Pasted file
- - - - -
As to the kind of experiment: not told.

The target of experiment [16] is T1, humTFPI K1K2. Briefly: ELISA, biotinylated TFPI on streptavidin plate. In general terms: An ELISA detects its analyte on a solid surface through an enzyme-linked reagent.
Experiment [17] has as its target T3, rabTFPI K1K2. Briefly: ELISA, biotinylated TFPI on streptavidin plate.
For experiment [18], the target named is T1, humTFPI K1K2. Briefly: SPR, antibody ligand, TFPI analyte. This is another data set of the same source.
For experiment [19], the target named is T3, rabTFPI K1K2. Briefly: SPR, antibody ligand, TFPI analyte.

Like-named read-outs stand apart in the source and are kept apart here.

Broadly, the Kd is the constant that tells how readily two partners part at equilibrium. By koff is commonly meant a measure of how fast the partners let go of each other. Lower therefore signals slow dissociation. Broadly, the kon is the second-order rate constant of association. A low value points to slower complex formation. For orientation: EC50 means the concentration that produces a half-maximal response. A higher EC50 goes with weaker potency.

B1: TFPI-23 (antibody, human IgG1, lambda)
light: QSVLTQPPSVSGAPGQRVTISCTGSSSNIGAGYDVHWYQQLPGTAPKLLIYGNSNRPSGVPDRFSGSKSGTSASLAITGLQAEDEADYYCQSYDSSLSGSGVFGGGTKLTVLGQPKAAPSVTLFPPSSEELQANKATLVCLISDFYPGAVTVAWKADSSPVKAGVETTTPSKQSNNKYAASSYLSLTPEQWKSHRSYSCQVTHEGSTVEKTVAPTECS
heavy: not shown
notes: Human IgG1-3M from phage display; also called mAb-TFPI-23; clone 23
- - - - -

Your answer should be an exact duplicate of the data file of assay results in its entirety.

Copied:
As to the kind of experiment: not told.

The target of experiment [16] is T1, humTFPI K1K2. Briefly: ELISA, biotinylated TFPI on streptavidin plate. In general terms: An ELISA detects its analyte on a solid surface through an enzyme-linked reagent.
Experiment [17] has as its target T3, rabTFPI K1K2. Briefly: ELISA, biotinylated TFPI on streptavidin plate.
For experiment [18], the target named is T1, humTFPI K1K2. Briefly: SPR, antibody ligand, TFPI analyte. This is another data set of the same source.
For experiment [19], the target named is T3, rabTFPI K1K2. Briefly: SPR, antibody ligand, TFPI analyte.

Like-named read-outs stand apart in the source and are kept apart here.

Broadly, the Kd is the constant that tells how readily two partners part at equilibrium. By koff is commonly meant a measure of how fast the partners let go of each other. Lower therefore signals slow dissociation. Broadly, the kon is the second-order rate constant of association. A low value points to slower complex formation. For orientation: EC50 means the concentration that produces a half-maximal response. A higher EC50 goes with weaker potency.

B1: TFPI-23 (antibody, human IgG1, lambda)
light: QSVLTQPPSVSGAPGQRVTISCTGSSSNIGAGYDVHWYQQLPGTAPKLLIYGNSNRPSGVPDRFSGSKSGTSASLAITGLQAEDEADYYCQSYDSSLSGSGVFGGGTKLTVLGQPKAAPSVTLFPPSSEELQANKATLVCLISDFYPGAVTVAWKADSSPVKAGVETTTPSKQSNNKYAASSYLSLTPEQWKSHRSYSCQVTHEGSTVEKTVAPTECS
heavy: not shown
notes: Human IgG1-3M from phage display; also called mAb-TFPI-23; clone 23